Semester 2 – Seminar 2
Key Stage 2 Computing Curriculum
During this weeks session we investigated coding at Key Stage 2 level.We were asked to research into 3 different interactive resources; Hour of Code, Purple Mash and Tizzy’s First Tools.
1.) Hour of Code – https://uk.code.org/learn
Hour of Code was the first website resource I played with, I thought the website was great and easy to navigate. The website offers different versions of coding, such as; Star Wars, Minecraft, Flappy bird etc. I used the Frozen themed game, using the characters Anna and Elsa. There was 20 stages of puzzles, starting off easy and getting slightly more difficult each time. At each stage you are given a pattern for which Anna or Elsa have to run, your job is to put in the correct instructions using the options available on the left hand side of the screen. You then click and drag the chosen instructions to complete a sequence of Anna or Else to ‘run’. It is okay if children do not achieve the correct sequence first time, as the game gives hints and tips to help aid learning and let children have another go before moving on to a harder puzzle. So allowing the children to debug their algorithms, and create a new set of instructions. As the puzzles get harder the instructions used become more difficult, so including a repeat action or turning to a certain amount of degrees, instead of just turning left or right. As shown below in my screen shots of the puzzles I completed.
Once you have completed the 20 puzzles you are rewarded with a Hour of Code certificate. I thought this was a great idea as it gave the lesson a purpose and a reward, and I think children would enjoy receiving this and editing it to personalize it with their name.
After the whole class had finished the Hour of Code we came together to discuss the role of the teacher within this activity. I received help from my lecturer during this activity, as I got confused about how to use the repeat action correctly. The lecturer said he was modeling the way we would have to be with the children. So he asked me questions and guided me to come up with the right answer so I understood what I was needing to achieve. In school experience you will do this by going around the room seeing if children are struggling and if so, discuss the problems they are having so you are able to scaffold their learning.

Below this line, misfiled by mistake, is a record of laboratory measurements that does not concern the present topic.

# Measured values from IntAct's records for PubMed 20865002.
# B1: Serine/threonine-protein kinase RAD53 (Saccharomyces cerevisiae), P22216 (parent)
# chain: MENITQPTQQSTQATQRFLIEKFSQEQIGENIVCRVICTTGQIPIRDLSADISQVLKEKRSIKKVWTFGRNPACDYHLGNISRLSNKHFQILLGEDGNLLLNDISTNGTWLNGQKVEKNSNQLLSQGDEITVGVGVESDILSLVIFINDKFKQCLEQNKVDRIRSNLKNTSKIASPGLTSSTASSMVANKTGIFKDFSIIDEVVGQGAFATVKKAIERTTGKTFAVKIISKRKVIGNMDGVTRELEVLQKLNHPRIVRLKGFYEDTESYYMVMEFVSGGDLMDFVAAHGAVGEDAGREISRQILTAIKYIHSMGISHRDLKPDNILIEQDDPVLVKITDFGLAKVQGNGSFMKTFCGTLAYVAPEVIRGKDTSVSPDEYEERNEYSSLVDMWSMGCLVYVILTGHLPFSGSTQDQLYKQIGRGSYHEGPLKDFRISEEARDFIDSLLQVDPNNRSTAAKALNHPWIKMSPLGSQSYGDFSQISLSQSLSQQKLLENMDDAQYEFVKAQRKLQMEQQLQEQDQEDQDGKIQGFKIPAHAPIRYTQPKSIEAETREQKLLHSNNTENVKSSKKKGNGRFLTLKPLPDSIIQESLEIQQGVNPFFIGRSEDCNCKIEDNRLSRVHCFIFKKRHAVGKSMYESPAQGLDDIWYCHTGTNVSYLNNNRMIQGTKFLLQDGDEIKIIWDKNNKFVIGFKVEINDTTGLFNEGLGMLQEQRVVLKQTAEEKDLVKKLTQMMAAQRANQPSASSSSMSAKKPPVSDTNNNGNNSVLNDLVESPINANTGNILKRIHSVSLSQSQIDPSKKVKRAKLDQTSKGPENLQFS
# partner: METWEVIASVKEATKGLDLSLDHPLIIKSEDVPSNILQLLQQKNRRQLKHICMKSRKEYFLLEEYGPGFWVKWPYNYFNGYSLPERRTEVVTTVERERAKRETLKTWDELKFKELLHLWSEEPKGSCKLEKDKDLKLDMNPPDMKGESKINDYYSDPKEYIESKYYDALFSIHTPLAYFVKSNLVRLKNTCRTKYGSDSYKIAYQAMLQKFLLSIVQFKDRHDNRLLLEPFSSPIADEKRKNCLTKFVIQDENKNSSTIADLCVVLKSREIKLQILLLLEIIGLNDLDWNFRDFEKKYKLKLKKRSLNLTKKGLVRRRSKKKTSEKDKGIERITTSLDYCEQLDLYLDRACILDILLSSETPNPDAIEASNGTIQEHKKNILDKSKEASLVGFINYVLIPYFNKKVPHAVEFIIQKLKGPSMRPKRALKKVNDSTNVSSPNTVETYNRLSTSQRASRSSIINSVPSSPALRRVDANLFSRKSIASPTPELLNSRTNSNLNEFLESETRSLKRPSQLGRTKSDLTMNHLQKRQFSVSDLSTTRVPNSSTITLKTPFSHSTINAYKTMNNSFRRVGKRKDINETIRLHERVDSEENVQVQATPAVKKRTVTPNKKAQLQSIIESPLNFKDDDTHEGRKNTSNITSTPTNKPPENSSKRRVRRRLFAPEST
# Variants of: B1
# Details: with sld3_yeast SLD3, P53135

2.) Purple Mash – https://www.purplemash.com/login/
The second website we researched into was Purple Mash. Purple Mash is a great website which offers a wide range of coding activities and games for children to complete. One of the activities I tried is pictured below, it was called 2GO. I found this game fun to use and easy to understand all the tools on it. I liked the fact you can choose your own background, as this gives children a personal choice on what they would prefer to use. It was simple to use; using arrows to turn left or right or to move forward or backwards. Overall this website had very simple, easy to use coding activities!
3.) Tizzy’s First Tools
Tizzy’s First Tools was a program we used which was downloaded onto the University computers, so if it was to be used in schools you would have to check they have it downloaded or download it yourself (with permission). Tizzy’s First Tools was very similar to Purple Mash using arrows to instruct the turtle, but it also used numbers. The use of the numbers were to represent how far the turtle would move, or how many degrees it would turn, adding a sightly higher ability to use the tool.
All of these websites, games and activities are helping Key Stage 2 children learn how to use coding, algorithms, debugging and decomposition. But sometimes the teachers are lacking in confidence or experience in these areas.
This website, BBC Bite Size KS2 Computer Science, is great for both children and teachers. It breaks down the concepts within the Key Stage 2 computing curriculum to help aid learning. It uses videos, information and images to help children and teachers gain a clearer understand of the computing curriculum.